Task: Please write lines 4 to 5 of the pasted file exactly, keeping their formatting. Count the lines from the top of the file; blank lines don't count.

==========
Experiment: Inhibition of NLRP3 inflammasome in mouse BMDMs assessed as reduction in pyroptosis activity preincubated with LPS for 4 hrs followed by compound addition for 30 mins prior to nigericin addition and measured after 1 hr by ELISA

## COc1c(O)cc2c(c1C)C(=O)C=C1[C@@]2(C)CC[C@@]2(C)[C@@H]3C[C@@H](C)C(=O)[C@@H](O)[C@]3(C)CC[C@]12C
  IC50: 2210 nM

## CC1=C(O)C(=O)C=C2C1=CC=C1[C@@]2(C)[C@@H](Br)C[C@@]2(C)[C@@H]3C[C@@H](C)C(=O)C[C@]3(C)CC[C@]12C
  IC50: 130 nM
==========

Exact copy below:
## CC1=C(O)C(=O)C=C2C1=CC=C1[C@@]2(C)[C@@H](Br)C[C@@]2(C)[C@@H]3C[C@@H](C)C(=O)C[C@]3(C)CC[C@]12C
  IC50: 130 nM